Cumulative Voting Can Have Undesired Results

Maybe your boards like cumulative voting because it strikes them as fair. Perhaps they haven’t even thought about it and just continue the practice because “we always have.” Or maybe they’re thinking about adopting it now. If any of your clients are in one of these scenarios, they need to know the full picture about cumulative voting.

“Cumulative voting is basically created to give minority shareholders — who don’t have the majority of the shares — a certain amount of strength,” says Andrew Brucker, a partner who focuses on cooperatives and condo associations with the New York law firm Armstrong Teasdale. But how does it work?

With cumulative voting, an owner can vote the number of shares multiplied by the number of vacancies. If an owner has 10 shares and three seats on the board are up for vote, the owner would have 30 votes.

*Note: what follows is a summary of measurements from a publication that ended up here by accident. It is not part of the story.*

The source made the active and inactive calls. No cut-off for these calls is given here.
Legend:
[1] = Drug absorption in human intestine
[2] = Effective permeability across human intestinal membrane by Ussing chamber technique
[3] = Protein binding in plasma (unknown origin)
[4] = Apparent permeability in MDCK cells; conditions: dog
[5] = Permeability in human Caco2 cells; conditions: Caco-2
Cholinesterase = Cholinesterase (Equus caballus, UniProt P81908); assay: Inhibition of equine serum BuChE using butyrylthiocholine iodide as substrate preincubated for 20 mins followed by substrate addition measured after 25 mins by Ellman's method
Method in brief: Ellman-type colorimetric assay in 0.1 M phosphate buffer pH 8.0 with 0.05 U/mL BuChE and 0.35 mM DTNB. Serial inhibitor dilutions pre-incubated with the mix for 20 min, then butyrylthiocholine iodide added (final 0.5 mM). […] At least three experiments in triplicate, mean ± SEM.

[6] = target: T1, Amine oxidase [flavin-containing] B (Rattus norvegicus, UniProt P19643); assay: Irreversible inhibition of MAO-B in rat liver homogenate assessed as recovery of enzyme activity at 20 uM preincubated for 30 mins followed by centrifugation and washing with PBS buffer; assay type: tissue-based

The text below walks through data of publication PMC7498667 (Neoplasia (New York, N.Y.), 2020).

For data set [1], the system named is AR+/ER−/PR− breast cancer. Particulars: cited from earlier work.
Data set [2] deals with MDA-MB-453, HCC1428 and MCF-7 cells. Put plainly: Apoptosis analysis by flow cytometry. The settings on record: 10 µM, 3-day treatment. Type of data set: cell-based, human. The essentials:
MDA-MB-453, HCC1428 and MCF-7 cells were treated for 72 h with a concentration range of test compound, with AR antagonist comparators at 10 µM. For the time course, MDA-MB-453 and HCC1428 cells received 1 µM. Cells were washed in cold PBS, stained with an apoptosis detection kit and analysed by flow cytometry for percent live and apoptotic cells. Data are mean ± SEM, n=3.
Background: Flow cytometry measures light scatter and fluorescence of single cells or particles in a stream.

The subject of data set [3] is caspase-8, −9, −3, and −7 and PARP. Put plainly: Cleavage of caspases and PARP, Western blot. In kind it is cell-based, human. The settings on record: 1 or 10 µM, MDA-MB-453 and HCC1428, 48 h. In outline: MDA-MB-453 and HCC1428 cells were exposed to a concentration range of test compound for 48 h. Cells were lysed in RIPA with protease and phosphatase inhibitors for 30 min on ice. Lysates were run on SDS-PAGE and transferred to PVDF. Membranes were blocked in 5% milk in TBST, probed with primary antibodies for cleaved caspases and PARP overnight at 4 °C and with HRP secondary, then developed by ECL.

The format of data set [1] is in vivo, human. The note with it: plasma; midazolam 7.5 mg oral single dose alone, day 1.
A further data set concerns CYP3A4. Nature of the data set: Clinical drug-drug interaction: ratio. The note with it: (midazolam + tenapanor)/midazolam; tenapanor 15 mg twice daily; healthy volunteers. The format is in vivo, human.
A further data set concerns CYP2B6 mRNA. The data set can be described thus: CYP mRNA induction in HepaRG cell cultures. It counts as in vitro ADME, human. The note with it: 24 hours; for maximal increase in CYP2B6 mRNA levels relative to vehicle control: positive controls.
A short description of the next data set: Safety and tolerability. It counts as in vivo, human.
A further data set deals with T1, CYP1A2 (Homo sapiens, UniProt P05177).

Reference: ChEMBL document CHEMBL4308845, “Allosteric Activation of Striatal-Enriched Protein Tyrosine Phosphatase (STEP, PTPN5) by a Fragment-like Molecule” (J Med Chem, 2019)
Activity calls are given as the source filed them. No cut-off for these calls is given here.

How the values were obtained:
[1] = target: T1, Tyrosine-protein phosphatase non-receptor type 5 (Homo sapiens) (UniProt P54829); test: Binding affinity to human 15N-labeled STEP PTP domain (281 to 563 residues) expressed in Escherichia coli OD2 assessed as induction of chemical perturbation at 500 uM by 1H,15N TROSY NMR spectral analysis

“The owner can take those votes and vote them any way he or she wants,” Brucker says. “If you really prefer one candidate, you can vote all 30 for that person.” If an owner likes two candidates, the votes can be split, equally or not.

“Someone who really wants to put one particular person on the board can vote for that person and not waste votes distributing them across other candidates,” Brucker says.

Cumulative voting is illegal or at least disfavored in some states, but others allow it. In Arizona, for example, cumulative voting was banned in 2005 except for grandfathered associations. Florida allows it only where authorized in the governing documents. California and New York, on the other hand, clearly allow cumulative voting, subject to certain requirements.

To learn how cumulative voting can have unintended and unwanted consequences, read our new article Elections: Is Cumulative Voting Right for Your Clients?

Best regards,
Matt Humphrey